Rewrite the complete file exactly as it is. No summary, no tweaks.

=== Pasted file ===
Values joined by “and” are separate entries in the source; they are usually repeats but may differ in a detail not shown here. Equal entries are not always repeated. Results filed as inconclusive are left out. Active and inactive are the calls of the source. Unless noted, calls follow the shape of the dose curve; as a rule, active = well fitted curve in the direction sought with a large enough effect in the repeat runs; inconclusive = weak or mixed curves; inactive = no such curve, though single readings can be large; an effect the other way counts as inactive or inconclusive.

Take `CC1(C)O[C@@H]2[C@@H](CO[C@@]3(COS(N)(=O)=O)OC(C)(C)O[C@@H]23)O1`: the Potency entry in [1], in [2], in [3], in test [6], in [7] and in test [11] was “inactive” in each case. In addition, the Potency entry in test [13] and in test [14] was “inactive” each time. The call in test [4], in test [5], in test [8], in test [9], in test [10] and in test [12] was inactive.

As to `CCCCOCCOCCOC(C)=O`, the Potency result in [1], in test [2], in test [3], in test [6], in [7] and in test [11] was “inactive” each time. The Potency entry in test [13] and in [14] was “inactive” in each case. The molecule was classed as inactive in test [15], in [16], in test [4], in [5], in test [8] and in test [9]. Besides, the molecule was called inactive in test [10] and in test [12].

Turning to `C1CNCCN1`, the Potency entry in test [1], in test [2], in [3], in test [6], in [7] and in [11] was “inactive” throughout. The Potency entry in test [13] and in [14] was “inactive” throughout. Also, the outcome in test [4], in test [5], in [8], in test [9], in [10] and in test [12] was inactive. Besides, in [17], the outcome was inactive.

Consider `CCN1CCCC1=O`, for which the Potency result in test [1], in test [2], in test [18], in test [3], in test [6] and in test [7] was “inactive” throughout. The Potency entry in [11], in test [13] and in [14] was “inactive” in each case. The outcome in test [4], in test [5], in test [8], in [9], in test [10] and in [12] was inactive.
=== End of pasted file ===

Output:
Values joined by “and” are separate entries in the source; they are usually repeats but may differ in a detail not shown here. Equal entries are not always repeated. Results filed as inconclusive are left out. Active and inactive are the calls of the source. Unless noted, calls follow the shape of the dose curve; as a rule, active = well fitted curve in the direction sought with a large enough effect in the repeat runs; inconclusive = weak or mixed curves; inactive = no such curve, though single readings can be large; an effect the other way counts as inactive or inconclusive.

Take `CC1(C)O[C@@H]2[C@@H](CO[C@@]3(COS(N)(=O)=O)OC(C)(C)O[C@@H]23)O1`: the Potency entry in [1], in [2], in [3], in test [6], in [7] and in test [11] was “inactive” in each case. In addition, the Potency entry in test [13] and in test [14] was “inactive” each time. The call in test [4], in test [5], in test [8], in test [9], in test [10] and in test [12] was inactive.

As to `CCCCOCCOCCOC(C)=O`, the Potency result in [1], in test [2], in test [3], in test [6], in [7] and in test [11] was “inactive” each time. The Potency entry in test [13] and in [14] was “inactive” in each case. The molecule was classed as inactive in test [15], in [16], in test [4], in [5], in test [8] and in test [9]. Besides, the molecule was called inactive in test [10] and in test [12].

Turning to `C1CNCCN1`, the Potency entry in test [1], in test [2], in [3], in test [6], in [7] and in [11] was “inactive” throughout. The Potency entry in test [13] and in [14] was “inactive” throughout. Also, the outcome in test [4], in test [5], in [8], in test [9], in [10] and in test [12] was inactive. Besides, in [17], the outcome was inactive.

Consider `CCN1CCCC1=O`, for which the Potency result in test [1], in test [2], in test [18], in test [3], in test [6] and in test [7] was “inactive” throughout. The Potency entry in [11], in test [13] and in [14] was “inactive” in each case. The outcome in test [4], in test [5], in test [8], in [9], in test [10] and in [12] was inactive.